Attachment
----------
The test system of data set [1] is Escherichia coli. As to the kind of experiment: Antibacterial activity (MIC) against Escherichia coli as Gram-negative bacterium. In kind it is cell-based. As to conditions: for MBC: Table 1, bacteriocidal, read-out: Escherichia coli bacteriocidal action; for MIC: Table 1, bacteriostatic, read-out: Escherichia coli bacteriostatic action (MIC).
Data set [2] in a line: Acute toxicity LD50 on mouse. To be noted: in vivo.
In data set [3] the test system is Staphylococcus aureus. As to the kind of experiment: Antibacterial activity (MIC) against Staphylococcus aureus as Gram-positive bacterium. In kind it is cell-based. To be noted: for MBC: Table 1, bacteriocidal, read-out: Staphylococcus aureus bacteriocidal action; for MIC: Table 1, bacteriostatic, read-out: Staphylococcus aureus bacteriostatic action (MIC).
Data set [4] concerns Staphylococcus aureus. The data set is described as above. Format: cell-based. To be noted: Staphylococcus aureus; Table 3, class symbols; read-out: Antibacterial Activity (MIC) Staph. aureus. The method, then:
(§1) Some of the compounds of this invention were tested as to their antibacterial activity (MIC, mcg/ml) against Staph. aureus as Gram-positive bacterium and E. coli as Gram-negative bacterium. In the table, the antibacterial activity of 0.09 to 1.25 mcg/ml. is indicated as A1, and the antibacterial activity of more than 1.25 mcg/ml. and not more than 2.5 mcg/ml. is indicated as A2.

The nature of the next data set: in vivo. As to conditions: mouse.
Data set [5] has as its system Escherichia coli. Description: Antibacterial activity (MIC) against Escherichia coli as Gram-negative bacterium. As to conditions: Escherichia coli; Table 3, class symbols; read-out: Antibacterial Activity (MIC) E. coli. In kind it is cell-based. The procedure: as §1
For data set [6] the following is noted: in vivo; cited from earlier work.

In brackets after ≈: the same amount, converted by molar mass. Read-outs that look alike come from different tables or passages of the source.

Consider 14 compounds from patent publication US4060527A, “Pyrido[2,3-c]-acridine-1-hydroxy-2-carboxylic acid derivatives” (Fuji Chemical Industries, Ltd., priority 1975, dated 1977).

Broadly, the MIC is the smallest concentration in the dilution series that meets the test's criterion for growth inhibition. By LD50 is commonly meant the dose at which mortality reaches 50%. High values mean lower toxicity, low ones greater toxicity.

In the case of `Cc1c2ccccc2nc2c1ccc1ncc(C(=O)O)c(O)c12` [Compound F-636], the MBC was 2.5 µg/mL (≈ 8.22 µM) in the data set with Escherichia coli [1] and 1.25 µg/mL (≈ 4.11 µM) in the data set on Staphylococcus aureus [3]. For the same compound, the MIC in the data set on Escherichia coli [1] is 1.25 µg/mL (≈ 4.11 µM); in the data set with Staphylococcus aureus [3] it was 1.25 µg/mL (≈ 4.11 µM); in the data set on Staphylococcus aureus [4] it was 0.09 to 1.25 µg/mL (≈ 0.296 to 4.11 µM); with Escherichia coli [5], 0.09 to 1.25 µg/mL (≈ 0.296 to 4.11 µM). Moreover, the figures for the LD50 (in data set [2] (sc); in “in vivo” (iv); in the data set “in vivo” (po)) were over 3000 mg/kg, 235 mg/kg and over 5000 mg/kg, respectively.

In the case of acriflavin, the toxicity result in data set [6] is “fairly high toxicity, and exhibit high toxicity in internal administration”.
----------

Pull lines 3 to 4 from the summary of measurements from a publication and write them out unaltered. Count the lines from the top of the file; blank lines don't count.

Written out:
In data set [3] the test system is Staphylococcus aureus. As to the kind of experiment: Antibacterial activity (MIC) against Staphylococcus aureus as Gram-positive bacterium. In kind it is cell-based. To be noted: for MBC: Table 1, bacteriocidal, read-out: Staphylococcus aureus bacteriocidal action; for MIC: Table 1, bacteriostatic, read-out: Staphylococcus aureus bacteriostatic action (MIC).
Data set [4] concerns Staphylococcus aureus. The data set is described as above. Format: cell-based. To be noted: Staphylococcus aureus; Table 3, class symbols; read-out: Antibacterial Activity (MIC) Staph. aureus. The method, then: